Foodie Firsts: A Trifecta of Firsts All Wrapped Up In One Strawberry-Rhubarb Crisp

wooden spoons-001Foodie Firsts is a Move Eat Create re-occurring feature focusing on my adventures in the world of food.  Over the course of a few short years, I have transformed from a picky, fearful eater to a curious and open-minded foodie.  In a commitment to continue to expand my culinary experiences, I have started Foodie Firsts.  I will commit to trying something new and sharing that experience with you.  My endeavors may include experimenting with cooking techniques I’ve never tried before, testing a single new ingredient, or drawing upon my creativity to combine foods in ways I never imagined.  Whatever it is, I will eat (or maybe drink) it and share it all with you.  You can decide for yourself whether you, too, would like to try.  Let’s be bold and eat good food!

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Are you ready for the ultimate Foodie Firsts column?  I managed to hit several firsts for me in a single dish.  I tried new ingredients (two of them!), baked something I’ve never baked before, and ate something I’ve never eaten before.

Wild, right?

What can I say?  I guess sometimes I just like to go big in the kitchen.

ramekins with topping

So I am presenting to you today a simply satisfying and relatively healthy strawberry-rhubarb crisp (gluten free and vegan, of course).  I do realize that such a dish may be considered plain and common, but it may surprise some folks that I had never actually eaten a fruit crisp before.  I swear to this on my favorite wooden spoon.

For many, MANY years of my life, I lived by three food rules:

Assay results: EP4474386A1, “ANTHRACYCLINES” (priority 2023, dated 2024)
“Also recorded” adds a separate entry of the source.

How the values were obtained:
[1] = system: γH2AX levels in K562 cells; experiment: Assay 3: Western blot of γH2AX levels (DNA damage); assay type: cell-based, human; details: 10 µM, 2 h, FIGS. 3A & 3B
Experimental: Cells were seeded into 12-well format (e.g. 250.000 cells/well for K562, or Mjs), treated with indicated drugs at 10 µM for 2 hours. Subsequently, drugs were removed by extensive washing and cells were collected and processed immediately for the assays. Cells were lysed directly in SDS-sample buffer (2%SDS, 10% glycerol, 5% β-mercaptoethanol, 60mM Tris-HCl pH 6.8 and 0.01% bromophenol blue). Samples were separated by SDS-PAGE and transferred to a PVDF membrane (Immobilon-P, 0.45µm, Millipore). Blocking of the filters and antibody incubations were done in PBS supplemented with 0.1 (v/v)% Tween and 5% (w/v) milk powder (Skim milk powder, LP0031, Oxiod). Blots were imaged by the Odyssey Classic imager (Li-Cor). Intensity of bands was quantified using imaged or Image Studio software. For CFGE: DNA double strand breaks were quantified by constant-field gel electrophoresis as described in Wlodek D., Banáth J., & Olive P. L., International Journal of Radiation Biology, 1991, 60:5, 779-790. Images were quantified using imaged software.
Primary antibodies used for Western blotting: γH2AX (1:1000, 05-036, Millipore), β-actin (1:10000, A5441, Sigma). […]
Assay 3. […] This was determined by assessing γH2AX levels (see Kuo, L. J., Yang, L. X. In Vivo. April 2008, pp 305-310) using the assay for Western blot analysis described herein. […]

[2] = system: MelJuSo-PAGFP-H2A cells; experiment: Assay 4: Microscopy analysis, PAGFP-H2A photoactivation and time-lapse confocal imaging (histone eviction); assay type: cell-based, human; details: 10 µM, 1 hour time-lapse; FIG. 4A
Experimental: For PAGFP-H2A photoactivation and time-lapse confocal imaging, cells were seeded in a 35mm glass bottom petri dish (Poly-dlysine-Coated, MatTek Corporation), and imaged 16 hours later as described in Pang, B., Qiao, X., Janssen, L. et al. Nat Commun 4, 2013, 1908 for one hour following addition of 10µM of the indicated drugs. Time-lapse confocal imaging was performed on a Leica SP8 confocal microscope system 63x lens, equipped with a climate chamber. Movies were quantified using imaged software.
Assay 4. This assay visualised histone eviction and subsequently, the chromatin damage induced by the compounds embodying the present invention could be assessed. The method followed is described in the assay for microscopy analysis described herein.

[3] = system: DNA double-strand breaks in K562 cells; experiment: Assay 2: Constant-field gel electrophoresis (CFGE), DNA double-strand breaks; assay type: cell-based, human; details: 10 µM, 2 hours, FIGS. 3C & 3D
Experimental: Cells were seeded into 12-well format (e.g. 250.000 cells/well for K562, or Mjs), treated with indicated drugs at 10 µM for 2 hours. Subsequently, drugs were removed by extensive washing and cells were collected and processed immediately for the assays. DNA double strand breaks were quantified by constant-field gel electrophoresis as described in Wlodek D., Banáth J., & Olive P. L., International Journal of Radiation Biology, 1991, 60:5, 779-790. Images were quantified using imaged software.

1)      Nothing that comes from the sea or ocean

2)      No warm beverages

3)      No cooked fruit

You might know me well enough to know by now that #1 still stands (since I’m vegetarian), but #2 and #3 have gone out the window – happily out the window.  I’m not even sure why or when I developed these rules, but we can all see their ridiculousness, right?  How I lasted so many years without coffee is positively baffling.

Fruit in colander

My decision to get over that last rule was only further validated by this crisp.  I knew straightaway that my first crisp should include rhubarb (I’ve extolled its wonderfulness before).  The trick, of course, was that most of my hoarded recipes were not gluten free, so I needed to ensure to find or adapt one for my needs.

Fortunately for me, I case across this recipe on the Gluten Free Goddess’ blog which uses . . . wait for it . . . quinoa flakes in place of more traditional oats.  Now, I can eat gluten free oats, but this substitution was very appealing.  I had procured a package of quinoa flakes a few weeks ago when I spotted them on sale, but hadn’t touched them since placing them in my pantry.  Now, just like that, they had a purpose.

Then, to make things even wilder, I decided to test out stevia as a sweetener – another ingredient I had not used before.

New ingredients.  New dish.  New dietary needs met.

And so, the baking commenced.

ramekins without topping

What resulted was a lovely, simple crisp incorporating a few of my favorite ingredients (rhubarb, hazelnuts, cinnamon), which was perfect for eating straight out of the oven, or topped off with a scoop of ice cream (I like So Delicious French Vanilla Soy Ice Cream).

I will say that, being new to the flavors of stevia, I found it to have just a tad bit of bitterness that I didn’t love and I might consider using half stevia, half other sweetener in the future just to tone that down a bit.  Although the soy ice cream toned that down, too!  The quinoa flakes worked beautifully and I’m most excited to use them again.

ramekin up close

Notes & Final Thoughts:

Serving Suggestions:  If you like a very sweet crisp, this isn’t it – so add additional sweetener prior to baking.  Alternatively, you can also drizzle the cooked crisp with maple syrup or agave – a touch that I found delicious.